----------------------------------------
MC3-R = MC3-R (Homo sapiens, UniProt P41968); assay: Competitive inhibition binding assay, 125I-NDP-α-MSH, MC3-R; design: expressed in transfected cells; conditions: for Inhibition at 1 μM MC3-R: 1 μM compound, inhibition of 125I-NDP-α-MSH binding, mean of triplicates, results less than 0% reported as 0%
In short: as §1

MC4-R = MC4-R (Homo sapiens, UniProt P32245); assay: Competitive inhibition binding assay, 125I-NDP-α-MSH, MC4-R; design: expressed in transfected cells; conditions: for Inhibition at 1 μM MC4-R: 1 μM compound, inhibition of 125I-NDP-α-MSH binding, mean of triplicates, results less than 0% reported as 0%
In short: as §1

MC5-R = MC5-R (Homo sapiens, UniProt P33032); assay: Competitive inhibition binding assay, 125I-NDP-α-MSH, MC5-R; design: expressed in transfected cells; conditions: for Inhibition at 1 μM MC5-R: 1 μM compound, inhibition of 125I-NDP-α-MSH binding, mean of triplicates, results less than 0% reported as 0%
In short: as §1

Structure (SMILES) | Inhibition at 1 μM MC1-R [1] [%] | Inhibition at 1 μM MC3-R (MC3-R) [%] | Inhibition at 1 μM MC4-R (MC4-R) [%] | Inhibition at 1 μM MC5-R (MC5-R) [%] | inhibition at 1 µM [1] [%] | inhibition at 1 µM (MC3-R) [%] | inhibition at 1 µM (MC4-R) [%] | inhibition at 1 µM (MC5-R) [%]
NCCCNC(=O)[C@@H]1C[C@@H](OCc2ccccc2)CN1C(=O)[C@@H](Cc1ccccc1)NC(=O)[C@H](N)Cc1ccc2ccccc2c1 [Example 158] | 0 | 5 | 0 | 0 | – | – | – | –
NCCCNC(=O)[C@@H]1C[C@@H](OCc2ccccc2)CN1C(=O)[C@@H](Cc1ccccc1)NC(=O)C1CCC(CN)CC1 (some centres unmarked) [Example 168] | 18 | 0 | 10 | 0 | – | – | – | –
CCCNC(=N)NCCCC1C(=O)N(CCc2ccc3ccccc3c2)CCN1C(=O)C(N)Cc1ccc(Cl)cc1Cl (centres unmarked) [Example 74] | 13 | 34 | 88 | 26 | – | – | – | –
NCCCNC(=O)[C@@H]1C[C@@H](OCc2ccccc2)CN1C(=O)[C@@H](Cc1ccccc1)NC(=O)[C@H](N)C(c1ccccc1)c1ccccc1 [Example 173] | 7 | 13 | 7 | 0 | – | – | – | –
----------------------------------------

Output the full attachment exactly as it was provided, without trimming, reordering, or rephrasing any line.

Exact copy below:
MC3-R = MC3-R (Homo sapiens, UniProt P41968); assay: Competitive inhibition binding assay, 125I-NDP-α-MSH, MC3-R; design: expressed in transfected cells; conditions: for Inhibition at 1 μM MC3-R: 1 μM compound, inhibition of 125I-NDP-α-MSH binding, mean of triplicates, results less than 0% reported as 0%
In short: as §1

MC4-R = MC4-R (Homo sapiens, UniProt P32245); assay: Competitive inhibition binding assay, 125I-NDP-α-MSH, MC4-R; design: expressed in transfected cells; conditions: for Inhibition at 1 μM MC4-R: 1 μM compound, inhibition of 125I-NDP-α-MSH binding, mean of triplicates, results less than 0% reported as 0%
In short: as §1

MC5-R = MC5-R (Homo sapiens, UniProt P33032); assay: Competitive inhibition binding assay, 125I-NDP-α-MSH, MC5-R; design: expressed in transfected cells; conditions: for Inhibition at 1 μM MC5-R: 1 μM compound, inhibition of 125I-NDP-α-MSH binding, mean of triplicates, results less than 0% reported as 0%
In short: as §1

Structure (SMILES) | Inhibition at 1 μM MC1-R [1] [%] | Inhibition at 1 μM MC3-R (MC3-R) [%] | Inhibition at 1 μM MC4-R (MC4-R) [%] | Inhibition at 1 μM MC5-R (MC5-R) [%] | inhibition at 1 µM [1] [%] | inhibition at 1 µM (MC3-R) [%] | inhibition at 1 µM (MC4-R) [%] | inhibition at 1 µM (MC5-R) [%]
NCCCNC(=O)[C@@H]1C[C@@H](OCc2ccccc2)CN1C(=O)[C@@H](Cc1ccccc1)NC(=O)[C@H](N)Cc1ccc2ccccc2c1 [Example 158] | 0 | 5 | 0 | 0 | – | – | – | –
NCCCNC(=O)[C@@H]1C[C@@H](OCc2ccccc2)CN1C(=O)[C@@H](Cc1ccccc1)NC(=O)C1CCC(CN)CC1 (some centres unmarked) [Example 168] | 18 | 0 | 10 | 0 | – | – | – | –
CCCNC(=N)NCCCC1C(=O)N(CCc2ccc3ccccc3c2)CCN1C(=O)C(N)Cc1ccc(Cl)cc1Cl (centres unmarked) [Example 74] | 13 | 34 | 88 | 26 | – | – | – | –
NCCCNC(=O)[C@@H]1C[C@@H](OCc2ccccc2)CN1C(=O)[C@@H](Cc1ccccc1)NC(=O)[C@H](N)C(c1ccccc1)c1ccccc1 [Example 173] | 7 | 13 | 7 | 0 | – | – | – | –